Car brake shoe is a component of a vehicle's braking system, typically made of metal materials such as steel, aluminum, or cast iron with a friction material covering. They are installed in drum brake systems, in close coordination with the brake drum, to generate braking force through friction to slow down or stop the vehicle. Brake shoes are usually arc-shaped to fit the size and shape of the wheel and are designed to wrap around the outer surface of the brake drum to provide optimal braking performance.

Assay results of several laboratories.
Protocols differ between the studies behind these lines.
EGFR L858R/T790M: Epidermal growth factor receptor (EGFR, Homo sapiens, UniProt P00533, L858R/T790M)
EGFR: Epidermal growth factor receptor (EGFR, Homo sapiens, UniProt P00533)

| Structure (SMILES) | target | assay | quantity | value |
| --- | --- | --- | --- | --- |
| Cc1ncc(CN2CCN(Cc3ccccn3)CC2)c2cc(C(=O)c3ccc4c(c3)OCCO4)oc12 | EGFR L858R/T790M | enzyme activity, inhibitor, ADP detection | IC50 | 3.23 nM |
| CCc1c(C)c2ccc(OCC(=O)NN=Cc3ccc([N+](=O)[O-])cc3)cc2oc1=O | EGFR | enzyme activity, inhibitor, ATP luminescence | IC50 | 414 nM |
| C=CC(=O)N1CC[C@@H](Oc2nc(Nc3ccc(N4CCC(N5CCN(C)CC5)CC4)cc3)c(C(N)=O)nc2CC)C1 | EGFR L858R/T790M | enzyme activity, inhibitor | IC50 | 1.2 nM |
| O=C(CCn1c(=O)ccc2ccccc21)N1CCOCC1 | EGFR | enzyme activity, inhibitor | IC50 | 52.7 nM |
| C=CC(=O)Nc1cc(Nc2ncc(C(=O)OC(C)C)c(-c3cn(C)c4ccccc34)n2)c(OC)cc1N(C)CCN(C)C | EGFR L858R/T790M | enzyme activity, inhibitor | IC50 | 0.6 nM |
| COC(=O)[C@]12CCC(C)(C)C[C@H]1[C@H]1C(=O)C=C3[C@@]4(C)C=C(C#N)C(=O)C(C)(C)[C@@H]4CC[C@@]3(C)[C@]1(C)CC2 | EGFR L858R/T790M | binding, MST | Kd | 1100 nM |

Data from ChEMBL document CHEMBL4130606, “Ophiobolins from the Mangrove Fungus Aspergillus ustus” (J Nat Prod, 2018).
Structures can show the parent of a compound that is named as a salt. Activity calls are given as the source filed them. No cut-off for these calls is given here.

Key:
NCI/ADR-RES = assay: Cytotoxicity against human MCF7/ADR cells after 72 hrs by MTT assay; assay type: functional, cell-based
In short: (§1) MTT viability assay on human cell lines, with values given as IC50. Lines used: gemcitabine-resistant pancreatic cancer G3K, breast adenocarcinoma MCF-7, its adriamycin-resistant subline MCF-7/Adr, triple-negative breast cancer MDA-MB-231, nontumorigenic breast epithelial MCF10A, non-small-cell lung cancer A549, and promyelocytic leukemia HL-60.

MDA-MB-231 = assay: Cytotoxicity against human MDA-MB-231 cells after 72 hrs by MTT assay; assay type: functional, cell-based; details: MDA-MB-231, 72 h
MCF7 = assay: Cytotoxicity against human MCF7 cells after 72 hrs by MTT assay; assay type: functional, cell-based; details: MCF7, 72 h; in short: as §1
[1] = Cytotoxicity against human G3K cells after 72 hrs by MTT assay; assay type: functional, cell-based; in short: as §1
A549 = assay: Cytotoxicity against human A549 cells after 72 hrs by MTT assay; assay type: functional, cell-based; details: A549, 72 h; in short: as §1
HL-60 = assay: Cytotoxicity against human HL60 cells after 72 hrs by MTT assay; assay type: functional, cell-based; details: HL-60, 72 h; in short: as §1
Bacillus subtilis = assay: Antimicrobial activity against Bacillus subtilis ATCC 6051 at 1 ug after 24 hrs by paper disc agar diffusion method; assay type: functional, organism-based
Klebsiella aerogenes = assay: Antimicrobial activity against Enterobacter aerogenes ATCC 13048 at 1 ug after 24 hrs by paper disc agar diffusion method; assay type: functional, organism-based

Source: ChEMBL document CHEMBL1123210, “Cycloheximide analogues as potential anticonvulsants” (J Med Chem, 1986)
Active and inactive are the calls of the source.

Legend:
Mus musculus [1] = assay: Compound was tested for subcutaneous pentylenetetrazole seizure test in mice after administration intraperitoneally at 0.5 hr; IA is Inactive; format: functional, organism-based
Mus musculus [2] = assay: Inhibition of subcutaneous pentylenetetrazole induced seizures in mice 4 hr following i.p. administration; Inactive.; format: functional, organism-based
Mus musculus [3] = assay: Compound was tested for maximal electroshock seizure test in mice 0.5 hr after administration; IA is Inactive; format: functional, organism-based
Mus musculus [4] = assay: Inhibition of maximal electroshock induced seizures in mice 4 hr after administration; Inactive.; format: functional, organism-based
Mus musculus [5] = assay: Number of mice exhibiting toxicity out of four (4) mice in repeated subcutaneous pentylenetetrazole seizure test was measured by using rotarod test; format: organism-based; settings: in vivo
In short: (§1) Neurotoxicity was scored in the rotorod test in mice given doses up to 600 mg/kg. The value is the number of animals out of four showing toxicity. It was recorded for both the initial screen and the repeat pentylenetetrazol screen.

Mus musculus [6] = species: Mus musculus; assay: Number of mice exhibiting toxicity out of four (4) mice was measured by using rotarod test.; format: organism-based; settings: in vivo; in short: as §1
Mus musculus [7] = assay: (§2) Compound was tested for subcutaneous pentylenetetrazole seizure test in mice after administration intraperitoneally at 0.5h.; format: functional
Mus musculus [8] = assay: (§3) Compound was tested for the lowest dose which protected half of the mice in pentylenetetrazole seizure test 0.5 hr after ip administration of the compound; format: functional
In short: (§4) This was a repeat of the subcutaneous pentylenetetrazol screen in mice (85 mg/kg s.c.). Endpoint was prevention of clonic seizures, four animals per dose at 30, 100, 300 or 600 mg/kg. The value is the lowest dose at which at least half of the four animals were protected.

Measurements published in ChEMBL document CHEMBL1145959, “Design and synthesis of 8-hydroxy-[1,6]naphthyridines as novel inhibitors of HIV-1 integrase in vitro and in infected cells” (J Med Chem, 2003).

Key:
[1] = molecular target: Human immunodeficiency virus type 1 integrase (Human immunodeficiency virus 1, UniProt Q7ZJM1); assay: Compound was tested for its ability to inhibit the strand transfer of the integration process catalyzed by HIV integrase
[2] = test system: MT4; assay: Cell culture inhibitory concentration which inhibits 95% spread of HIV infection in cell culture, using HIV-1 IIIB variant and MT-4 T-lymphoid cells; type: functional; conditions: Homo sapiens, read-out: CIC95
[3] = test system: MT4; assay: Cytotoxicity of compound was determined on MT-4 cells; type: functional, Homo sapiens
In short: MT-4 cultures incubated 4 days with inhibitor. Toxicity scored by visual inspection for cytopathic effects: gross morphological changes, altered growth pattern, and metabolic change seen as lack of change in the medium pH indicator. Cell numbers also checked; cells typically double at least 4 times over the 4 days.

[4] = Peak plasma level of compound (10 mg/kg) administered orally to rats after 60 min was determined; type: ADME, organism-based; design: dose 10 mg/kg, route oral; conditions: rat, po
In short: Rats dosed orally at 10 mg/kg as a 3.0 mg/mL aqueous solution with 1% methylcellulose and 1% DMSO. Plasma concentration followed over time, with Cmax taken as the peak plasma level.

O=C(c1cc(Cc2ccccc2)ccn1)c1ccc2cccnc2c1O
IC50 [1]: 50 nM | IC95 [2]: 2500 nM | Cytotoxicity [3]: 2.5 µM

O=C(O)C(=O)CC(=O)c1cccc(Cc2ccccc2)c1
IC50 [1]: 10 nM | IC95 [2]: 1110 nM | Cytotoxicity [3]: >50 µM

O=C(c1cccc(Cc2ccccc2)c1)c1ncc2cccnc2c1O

Compared to traditional drum brakes, brake shoes offer faster and more precise brake response, and shorter braking distance, as they can easily make better contact with the brake drum.
Due to the close coordination of brake shoes and the brake drum, they offer stronger braking force than traditional disc brakes, making the brakes more stable and reliable. Brake shoe performance directly affects the braking ability and safety of the vehicle, so they must have characteristics of wear resistance, heat resistance, and durability. Brake shoes usually require frequent replacement to ensure optimal braking performance. Good brake shoes typically have excellent friction coefficient and low braking noise.